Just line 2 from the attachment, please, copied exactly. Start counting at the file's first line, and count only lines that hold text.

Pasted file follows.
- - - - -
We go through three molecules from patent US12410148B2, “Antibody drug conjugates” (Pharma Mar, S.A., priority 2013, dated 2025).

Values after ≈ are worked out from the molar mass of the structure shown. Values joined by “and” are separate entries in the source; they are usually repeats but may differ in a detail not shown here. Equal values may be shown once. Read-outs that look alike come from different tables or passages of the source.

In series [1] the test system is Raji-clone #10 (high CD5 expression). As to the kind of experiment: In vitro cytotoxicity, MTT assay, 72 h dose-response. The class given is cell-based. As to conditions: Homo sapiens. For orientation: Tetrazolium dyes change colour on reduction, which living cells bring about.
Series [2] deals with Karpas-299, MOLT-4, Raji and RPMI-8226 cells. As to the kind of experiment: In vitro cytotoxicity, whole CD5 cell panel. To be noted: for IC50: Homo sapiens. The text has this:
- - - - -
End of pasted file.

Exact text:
Values after ≈ are worked out from the molar mass of the structure shown. Values joined by “and” are separate entries in the source; they are usually repeats but may differ in a detail not shown here. Equal values may be shown once. Read-outs that look alike come from different tables or passages of the source.